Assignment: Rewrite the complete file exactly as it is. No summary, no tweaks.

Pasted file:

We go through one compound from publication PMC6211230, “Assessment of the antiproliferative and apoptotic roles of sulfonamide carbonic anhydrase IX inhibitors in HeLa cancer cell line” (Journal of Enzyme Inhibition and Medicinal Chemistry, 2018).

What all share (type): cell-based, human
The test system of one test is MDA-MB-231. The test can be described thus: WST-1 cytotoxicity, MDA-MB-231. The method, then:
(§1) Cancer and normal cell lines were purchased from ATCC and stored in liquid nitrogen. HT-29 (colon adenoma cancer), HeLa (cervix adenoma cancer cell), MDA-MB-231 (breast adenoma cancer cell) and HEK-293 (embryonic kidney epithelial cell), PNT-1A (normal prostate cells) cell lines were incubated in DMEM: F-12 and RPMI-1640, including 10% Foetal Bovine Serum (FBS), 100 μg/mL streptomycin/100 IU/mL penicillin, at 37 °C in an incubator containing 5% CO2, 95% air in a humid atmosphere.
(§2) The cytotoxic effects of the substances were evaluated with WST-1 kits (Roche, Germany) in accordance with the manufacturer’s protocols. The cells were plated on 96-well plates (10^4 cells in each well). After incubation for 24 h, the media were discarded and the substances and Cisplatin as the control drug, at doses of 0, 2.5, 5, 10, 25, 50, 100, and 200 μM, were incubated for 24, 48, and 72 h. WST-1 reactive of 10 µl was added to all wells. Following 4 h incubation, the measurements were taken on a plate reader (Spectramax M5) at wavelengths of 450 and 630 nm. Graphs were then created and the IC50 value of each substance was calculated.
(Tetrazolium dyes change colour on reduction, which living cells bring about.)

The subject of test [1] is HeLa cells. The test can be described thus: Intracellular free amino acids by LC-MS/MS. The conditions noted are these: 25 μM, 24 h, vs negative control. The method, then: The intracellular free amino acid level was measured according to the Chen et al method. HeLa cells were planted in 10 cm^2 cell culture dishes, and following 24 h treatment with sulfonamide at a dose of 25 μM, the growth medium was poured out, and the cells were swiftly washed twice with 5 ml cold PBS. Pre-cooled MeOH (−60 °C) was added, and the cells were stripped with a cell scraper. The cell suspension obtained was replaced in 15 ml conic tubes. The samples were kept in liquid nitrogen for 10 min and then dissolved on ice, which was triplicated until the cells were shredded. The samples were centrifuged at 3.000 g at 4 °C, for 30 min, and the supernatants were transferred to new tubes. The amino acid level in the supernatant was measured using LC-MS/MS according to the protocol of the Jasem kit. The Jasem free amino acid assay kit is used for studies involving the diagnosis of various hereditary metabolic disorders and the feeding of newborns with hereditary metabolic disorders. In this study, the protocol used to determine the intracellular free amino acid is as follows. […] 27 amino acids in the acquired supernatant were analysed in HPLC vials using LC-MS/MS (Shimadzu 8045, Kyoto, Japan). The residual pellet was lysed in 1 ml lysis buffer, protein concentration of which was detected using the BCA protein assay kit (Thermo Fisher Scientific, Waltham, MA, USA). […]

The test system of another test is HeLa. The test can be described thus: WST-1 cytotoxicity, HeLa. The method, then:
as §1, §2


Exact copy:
We go through one compound from publication PMC6211230, “Assessment of the antiproliferative and apoptotic roles of sulfonamide carbonic anhydrase IX inhibitors in HeLa cancer cell line” (Journal of Enzyme Inhibition and Medicinal Chemistry, 2018).

What all share (type): cell-based, human
The test system of one test is MDA-MB-231. The test can be described thus: WST-1 cytotoxicity, MDA-MB-231. The method, then:
(§1) Cancer and normal cell lines were purchased from ATCC and stored in liquid nitrogen. HT-29 (colon adenoma cancer), HeLa (cervix adenoma cancer cell), MDA-MB-231 (breast adenoma cancer cell) and HEK-293 (embryonic kidney epithelial cell), PNT-1A (normal prostate cells) cell lines were incubated in DMEM: F-12 and RPMI-1640, including 10% Foetal Bovine Serum (FBS), 100 μg/mL streptomycin/100 IU/mL penicillin, at 37 °C in an incubator containing 5% CO2, 95% air in a humid atmosphere.
(§2) The cytotoxic effects of the substances were evaluated with WST-1 kits (Roche, Germany) in accordance with the manufacturer’s protocols. The cells were plated on 96-well plates (10^4 cells in each well). After incubation for 24 h, the media were discarded and the substances and Cisplatin as the control drug, at doses of 0, 2.5, 5, 10, 25, 50, 100, and 200 μM, were incubated for 24, 48, and 72 h. WST-1 reactive of 10 µl was added to all wells. Following 4 h incubation, the measurements were taken on a plate reader (Spectramax M5) at wavelengths of 450 and 630 nm. Graphs were then created and the IC50 value of each substance was calculated.
(Tetrazolium dyes change colour on reduction, which living cells bring about.)

The subject of test [1] is HeLa cells. The test can be described thus: Intracellular free amino acids by LC-MS/MS. The conditions noted are these: 25 μM, 24 h, vs negative control. The method, then: The intracellular free amino acid level was measured according to the Chen et al method. HeLa cells were planted in 10 cm^2 cell culture dishes, and following 24 h treatment with sulfonamide at a dose of 25 μM, the growth medium was poured out, and the cells were swiftly washed twice with 5 ml cold PBS. Pre-cooled MeOH (−60 °C) was added, and the cells were stripped with a cell scraper. The cell suspension obtained was replaced in 15 ml conic tubes. The samples were kept in liquid nitrogen for 10 min and then dissolved on ice, which was triplicated until the cells were shredded. The samples were centrifuged at 3.000 g at 4 °C, for 30 min, and the supernatants were transferred to new tubes. The amino acid level in the supernatant was measured using LC-MS/MS according to the protocol of the Jasem kit. The Jasem free amino acid assay kit is used for studies involving the diagnosis of various hereditary metabolic disorders and the feeding of newborns with hereditary metabolic disorders. In this study, the protocol used to determine the intracellular free amino acid is as follows. […] 27 amino acids in the acquired supernatant were analysed in HPLC vials using LC-MS/MS (Shimadzu 8045, Kyoto, Japan). The residual pellet was lysed in 1 ml lysis buffer, protein concentration of which was detected using the BCA protein assay kit (Thermo Fisher Scientific, Waltham, MA, USA). […]

The test system of another test is HeLa. The test can be described thus: WST-1 cytotoxicity, HeLa. The method, then:
as §1, §2